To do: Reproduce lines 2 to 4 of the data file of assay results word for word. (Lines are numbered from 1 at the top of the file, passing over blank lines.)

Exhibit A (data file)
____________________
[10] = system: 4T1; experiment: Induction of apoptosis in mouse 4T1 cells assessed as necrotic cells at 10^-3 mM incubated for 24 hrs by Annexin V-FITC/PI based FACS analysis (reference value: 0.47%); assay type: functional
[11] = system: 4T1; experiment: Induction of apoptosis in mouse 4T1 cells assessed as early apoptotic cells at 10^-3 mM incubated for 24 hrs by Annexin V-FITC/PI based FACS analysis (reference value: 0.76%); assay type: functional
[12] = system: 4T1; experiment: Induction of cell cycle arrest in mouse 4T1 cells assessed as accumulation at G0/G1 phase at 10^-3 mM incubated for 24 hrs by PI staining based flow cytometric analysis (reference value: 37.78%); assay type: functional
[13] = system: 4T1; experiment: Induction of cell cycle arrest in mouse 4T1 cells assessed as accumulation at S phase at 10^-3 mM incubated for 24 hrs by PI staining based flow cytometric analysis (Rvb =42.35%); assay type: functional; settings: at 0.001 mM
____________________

[11] = system: 4T1; experiment: Induction of apoptosis in mouse 4T1 cells assessed as early apoptotic cells at 10^-3 mM incubated for 24 hrs by Annexin V-FITC/PI based FACS analysis (reference value: 0.76%); assay type: functional
[12] = system: 4T1; experiment: Induction of cell cycle arrest in mouse 4T1 cells assessed as accumulation at G0/G1 phase at 10^-3 mM incubated for 24 hrs by PI staining based flow cytometric analysis (reference value: 37.78%); assay type: functional
[13] = system: 4T1; experiment: Induction of cell cycle arrest in mouse 4T1 cells assessed as accumulation at S phase at 10^-3 mM incubated for 24 hrs by PI staining based flow cytometric analysis (Rvb =42.35%); assay type: functional; settings: at 0.001 mM